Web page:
Historic Shiprock bridge to be decommissioned
Wednesday meeting sought public input on U.S. 64 San Juan Bridge Crossing Project
- The 80-year-old San Juan Bridge has been deemed structurally deficient.
- The bridge has been labeled a historic highway bridge and is on the National Register of Historic Places.
- Three alignment designs have been proposed for the new bridge.
SHIPROCK — The nearly 80-year-old bridge here that carries westbound vehicles over the San Juan River along U.S. highways 64 and 491 is scheduled to be decommissioned.
The New Mexico Department of Transportation and the Federal Highway Administration held a meeting Wednesday evening at the Shiprock Chapter house to update community members on the status of the U.S. 64 San Juan Bridge Crossing Project.
Eric Froberg, a project manager for T.Y. Lin International, gave a presentation to those attending the meeting regarding several options to address the aging San Juan River Bridge, which has been deemed structurally deficient.
The Albuquerque-based firm was tasked by NMDOT to evaluate the condition of the westbound and eastbound traffic bridges over the river, and complete preliminary engineering on the project.
Built in 1936, the San Juan River Bridge has been labeled a historic highway bridge and is on the National Register of Historic Places, according to the National Park Service. It handles westbound traffic for U.S. highways 64 and 491 between the Hesperus Peak Boulevard intersection on the east side of the bridge and the San Francisco Peak Boulevard on the west side.
A steel-beam bridge was built in 1975 south of the historical bridge to handle eastbound traffic. The average lifespan of a bridge is about 75 years, according to Froberg.
The historic 1,007-foot westbound bridge is scheduled to be decommissioned and possibly be used as a bridge for bicycle and pedestrian traffic, Froberg told the crowd of about 40 people who attended the meeting.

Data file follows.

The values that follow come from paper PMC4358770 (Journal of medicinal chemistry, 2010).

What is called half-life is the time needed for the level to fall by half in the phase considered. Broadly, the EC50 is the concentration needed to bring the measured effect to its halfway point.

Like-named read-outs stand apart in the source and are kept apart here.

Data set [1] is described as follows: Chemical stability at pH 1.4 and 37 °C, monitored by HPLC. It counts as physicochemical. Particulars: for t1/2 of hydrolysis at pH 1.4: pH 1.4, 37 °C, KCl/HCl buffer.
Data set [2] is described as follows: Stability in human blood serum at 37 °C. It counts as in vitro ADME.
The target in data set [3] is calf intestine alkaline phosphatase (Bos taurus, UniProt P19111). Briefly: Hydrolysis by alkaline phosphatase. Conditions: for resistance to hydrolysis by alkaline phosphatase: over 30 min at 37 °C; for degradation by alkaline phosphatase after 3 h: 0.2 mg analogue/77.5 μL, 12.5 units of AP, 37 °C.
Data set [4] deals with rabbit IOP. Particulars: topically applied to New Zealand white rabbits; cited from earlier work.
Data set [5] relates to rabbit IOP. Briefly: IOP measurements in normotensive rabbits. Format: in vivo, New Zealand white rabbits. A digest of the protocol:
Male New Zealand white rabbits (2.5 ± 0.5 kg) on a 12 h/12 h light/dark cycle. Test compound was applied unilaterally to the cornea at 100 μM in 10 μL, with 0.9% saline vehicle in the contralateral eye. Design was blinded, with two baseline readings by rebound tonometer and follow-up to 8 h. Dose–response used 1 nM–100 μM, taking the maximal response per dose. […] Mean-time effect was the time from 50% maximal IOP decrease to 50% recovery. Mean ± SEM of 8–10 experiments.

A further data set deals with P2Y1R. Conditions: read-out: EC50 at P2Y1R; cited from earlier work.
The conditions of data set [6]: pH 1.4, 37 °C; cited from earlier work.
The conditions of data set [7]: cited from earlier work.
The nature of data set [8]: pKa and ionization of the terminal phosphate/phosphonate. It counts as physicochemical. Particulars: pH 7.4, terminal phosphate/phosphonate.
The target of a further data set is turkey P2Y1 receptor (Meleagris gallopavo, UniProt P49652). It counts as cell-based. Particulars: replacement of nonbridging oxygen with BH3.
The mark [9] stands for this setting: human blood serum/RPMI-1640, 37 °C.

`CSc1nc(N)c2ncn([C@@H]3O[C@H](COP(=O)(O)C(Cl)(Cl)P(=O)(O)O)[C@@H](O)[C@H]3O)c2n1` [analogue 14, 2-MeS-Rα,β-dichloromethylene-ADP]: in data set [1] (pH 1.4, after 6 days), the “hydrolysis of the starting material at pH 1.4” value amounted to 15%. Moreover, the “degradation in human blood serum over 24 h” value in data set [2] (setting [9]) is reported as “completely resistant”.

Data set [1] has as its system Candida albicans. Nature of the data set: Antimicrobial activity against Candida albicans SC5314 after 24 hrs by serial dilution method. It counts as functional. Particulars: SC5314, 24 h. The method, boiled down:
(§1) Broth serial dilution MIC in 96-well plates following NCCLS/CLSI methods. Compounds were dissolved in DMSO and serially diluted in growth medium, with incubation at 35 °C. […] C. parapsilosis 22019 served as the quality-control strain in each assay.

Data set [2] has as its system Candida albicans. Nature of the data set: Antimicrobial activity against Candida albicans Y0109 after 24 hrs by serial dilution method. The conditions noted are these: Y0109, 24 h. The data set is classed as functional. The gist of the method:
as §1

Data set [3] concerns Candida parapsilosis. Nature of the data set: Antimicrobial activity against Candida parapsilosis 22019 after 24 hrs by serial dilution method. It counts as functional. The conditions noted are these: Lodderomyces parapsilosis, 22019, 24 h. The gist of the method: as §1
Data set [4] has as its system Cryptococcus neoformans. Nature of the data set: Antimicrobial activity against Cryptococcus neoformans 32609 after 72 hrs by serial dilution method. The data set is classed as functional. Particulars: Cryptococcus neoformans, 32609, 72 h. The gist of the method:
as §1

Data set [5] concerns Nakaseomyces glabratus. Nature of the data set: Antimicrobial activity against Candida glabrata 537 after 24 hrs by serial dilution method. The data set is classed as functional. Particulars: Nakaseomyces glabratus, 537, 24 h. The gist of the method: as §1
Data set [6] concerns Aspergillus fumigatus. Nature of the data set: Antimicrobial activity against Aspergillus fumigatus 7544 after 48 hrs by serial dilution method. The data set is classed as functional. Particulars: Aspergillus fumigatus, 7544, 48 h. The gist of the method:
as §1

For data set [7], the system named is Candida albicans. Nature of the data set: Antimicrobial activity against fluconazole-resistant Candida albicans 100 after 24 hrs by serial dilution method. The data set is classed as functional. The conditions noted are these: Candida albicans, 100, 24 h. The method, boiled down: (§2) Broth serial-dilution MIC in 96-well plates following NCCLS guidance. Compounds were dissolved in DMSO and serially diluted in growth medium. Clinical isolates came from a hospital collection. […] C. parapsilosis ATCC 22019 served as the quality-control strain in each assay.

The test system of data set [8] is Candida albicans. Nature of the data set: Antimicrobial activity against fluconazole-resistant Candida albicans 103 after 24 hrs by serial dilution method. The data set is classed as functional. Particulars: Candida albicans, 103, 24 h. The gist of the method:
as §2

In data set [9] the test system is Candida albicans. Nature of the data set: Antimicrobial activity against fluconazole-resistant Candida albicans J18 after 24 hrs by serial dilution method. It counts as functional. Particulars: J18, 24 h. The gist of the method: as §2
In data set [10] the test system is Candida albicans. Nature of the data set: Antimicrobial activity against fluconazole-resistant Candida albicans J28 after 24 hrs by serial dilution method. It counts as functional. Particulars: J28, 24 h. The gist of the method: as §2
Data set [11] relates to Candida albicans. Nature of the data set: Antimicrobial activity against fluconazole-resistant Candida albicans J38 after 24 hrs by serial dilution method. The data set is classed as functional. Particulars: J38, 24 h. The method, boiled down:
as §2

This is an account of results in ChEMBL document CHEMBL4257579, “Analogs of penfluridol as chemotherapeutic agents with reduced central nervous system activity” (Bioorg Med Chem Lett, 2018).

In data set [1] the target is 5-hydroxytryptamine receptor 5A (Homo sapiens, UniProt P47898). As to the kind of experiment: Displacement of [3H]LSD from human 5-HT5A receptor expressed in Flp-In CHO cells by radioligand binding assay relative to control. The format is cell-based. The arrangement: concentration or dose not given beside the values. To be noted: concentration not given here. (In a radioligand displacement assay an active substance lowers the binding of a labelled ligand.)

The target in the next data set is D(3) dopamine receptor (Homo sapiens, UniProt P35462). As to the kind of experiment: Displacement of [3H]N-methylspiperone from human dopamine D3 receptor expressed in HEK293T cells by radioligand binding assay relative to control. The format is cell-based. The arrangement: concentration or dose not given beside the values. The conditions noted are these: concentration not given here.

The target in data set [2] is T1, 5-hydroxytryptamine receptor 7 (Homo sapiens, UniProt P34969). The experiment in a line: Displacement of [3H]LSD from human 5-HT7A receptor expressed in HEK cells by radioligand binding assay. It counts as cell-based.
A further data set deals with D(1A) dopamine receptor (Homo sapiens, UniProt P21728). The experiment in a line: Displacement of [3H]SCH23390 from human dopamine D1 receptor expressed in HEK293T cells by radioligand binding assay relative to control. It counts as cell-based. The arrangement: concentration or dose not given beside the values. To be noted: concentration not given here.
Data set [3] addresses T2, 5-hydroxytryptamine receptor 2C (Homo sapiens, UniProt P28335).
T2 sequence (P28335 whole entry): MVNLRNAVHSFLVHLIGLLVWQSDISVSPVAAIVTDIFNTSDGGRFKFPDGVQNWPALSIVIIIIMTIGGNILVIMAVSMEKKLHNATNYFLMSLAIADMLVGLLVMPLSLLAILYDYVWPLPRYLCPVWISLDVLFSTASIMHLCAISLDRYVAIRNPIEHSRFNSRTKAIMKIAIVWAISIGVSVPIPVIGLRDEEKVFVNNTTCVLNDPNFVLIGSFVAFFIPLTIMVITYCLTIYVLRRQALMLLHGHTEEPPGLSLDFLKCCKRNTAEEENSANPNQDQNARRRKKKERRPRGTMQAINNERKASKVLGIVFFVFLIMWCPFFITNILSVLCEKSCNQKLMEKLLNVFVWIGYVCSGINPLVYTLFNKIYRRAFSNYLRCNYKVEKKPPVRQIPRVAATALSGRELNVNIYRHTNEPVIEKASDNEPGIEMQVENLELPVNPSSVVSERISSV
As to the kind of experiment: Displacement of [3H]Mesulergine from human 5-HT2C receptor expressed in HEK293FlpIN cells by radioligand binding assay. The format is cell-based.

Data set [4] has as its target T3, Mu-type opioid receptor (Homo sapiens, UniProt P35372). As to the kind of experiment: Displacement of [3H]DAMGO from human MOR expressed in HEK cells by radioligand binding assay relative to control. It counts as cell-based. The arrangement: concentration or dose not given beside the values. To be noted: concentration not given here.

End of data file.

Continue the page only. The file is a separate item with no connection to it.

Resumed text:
Approximately 14,000 vehicles cross the bridges each day, according to Froberg.
The project is still in the early phases of design, and holding the meeting was a way to get public input on the proposals.
"We're making sure what we put in fits in the community," Froberg said during the meeting.
There were three alignment designs proposed for the new bridge.
Two of the proposed designs call for constructing a new four-lane bridge to the north or south of the historic bridge. Those bridges would handle both eastbound and westbound traffic.
Another option calls for expanding the existing south bridge from two lanes to four lanes of traffic to handle traffic running both ways.
Three options were also proposed to renovate the San Francisco Peak Boulevard and Hesperus Peak Boulevard intersections, including building a roundabout at both intersections and building more turn lanes.
After Froberg's presentation, Shiprock Chapter President Duane "Chili" Yazzie provided a recap of the talk in the Navajo language.
Attendees shared their thoughts about the project toward the end of the meeting. One woman stated she was concerned about the proposed roundabout option for the intersections. She believes the amount and type of vehicle traffic would make it unsafe.
The timeline and cost of the project were also questioned by members of the audience. Froberg said there is still a lot of work to do before those questions can be addressed fully.
At the earliest, Froberg believes construction could start in spring 2021, but he added that date could change. He also told the crowd the construction cost for a new bridge could start between $15 million and $20 million, and could increase.
In a follow-up interview today, Forberg said the cost of the project could vary greatly, depending on the alignment of the bridge, the type of bridge that is built and the type of intersection improvements that are selected.
Written comments can still be submitted for the project to Eric Johnson of Marron and Associates at 7511 Fourth St. NW, Albuquerque N.M., 87107 and must be sent by Oct. 11.
He can also be contacted by email at email@example.com, by telephone at 505-898-8848 and by fax at 505-897-7847.
Joshua Kellogg covers crime, courts and social issues for The Daily Times. He can be reached at 505-564-4627.